JPMorgan CEO Warns US Headed For Worse Than Recession


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Talk about terrible news.

Key points

  • Economists have been warning of an impending recession for months.
  • A major financial player believes that things may end up being worse than many people anticipate.

For months now, economic experts have been warning of an upcoming recession. The Federal Reserve has been quite aggressive with interest rate hikes this year in an effort to slow the pace of inflation. The Fed’s goal is to make borrowing expensive enough that consumer spending begins to decline, thereby helping to close the gap between supply and demand that caused the cost of goods to skyrocket.

But the Fed is taking a chance. If you raise interest rates too drastically, it could lead to a major setback in consumer spending. And that could, in turn, cause a recession, something that many people fear.

Now, the silver lining in all of this so far has been a strong job market. In fact, many financial experts have admitted that while they think a recession may be imminent, it won’t necessarily be drastic or prolonged.

But recently JPMorgan CEO Jamie Dimon said some scary things about the economy. And it’s a caveat worth noting.

What could be worse than a recession?

Although Dimon acknowledges that the US economy is strong right now, he is still convinced that conditions may deteriorate. He also said there is a 20% to 30% chance of facing “something worse” than a recession in the short term.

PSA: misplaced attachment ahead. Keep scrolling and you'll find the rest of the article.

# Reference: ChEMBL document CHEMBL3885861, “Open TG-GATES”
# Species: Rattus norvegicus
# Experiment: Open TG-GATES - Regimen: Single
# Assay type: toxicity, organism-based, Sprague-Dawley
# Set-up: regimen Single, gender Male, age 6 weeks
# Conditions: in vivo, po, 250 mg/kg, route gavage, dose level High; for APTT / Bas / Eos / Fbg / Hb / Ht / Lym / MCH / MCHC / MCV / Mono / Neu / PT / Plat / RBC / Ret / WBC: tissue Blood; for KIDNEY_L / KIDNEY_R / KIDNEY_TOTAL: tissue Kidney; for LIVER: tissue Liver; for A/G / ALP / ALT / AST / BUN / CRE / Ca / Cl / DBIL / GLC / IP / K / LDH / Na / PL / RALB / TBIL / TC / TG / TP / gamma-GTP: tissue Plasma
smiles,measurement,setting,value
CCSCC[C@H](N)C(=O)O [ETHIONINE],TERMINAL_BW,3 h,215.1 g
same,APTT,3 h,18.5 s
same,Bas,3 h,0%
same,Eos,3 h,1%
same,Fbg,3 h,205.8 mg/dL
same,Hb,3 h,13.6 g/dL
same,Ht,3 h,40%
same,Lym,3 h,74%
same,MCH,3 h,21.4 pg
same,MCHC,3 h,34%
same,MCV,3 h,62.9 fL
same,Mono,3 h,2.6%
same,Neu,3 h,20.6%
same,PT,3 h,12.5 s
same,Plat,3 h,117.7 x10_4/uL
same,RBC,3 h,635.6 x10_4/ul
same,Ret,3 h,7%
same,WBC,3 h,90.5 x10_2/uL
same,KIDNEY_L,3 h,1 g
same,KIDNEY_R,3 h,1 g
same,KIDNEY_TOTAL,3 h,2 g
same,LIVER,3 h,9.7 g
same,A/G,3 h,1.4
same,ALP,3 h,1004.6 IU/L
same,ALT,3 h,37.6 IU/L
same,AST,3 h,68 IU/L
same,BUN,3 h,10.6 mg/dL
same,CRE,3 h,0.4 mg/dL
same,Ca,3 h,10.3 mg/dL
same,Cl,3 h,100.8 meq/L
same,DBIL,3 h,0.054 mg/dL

Now, in economic terms, when we think of what’s worse than a recession, we tend to imagine a full-blown depression, a really long period of economic decline. But to be clear, Dimon isn’t saying he’s convinced we’re headed in that direction. Rather, he believes it is a possibility that people should prepare for.

How to prepare for a recession

The reality is that even seasoned economists can’t necessarily predict with certainty whether a recession (or worse) will hit, when it will hit, and how severe it will be. Sometimes these situations just need to develop and run their course. But it’s never a bad idea to prepare for a recession, especially in light of all the warnings we’ve been hearing.

One of the best ways to prepare for a recession is to increase your emergency fund. In the wake of the pandemic, many experts are advising people to save more than the previously recommended three to six months of living costs. Some, like Suze Orman, think that eight to 12 months of bills is a more appropriate amount of money to have in a savings account. So the closer you get to that mark, the better.

At the same time, it pays to do what you can to reduce costly debt. With more interest rate hikes on the horizon, you don’t want to carry a credit card balance, because it could end up costing you more later this year or early next. And if economic conditions take a turn for the worse, he definitely doesn’t want large monthly payments hanging over his head.

Finally, do your best to improve your job skills. That won’t guarantee you won’t be fired if your company is forced to downsize, but it might reduce your chances. And it will improve your ability to get a new job if you are fired.

All told, this isn’t the first time this year that Dimon has issued a dire warning about the economy, and it probably won’t be the last. The best thing you can do is remain calm, but make sure you are prepared for things to get worse.

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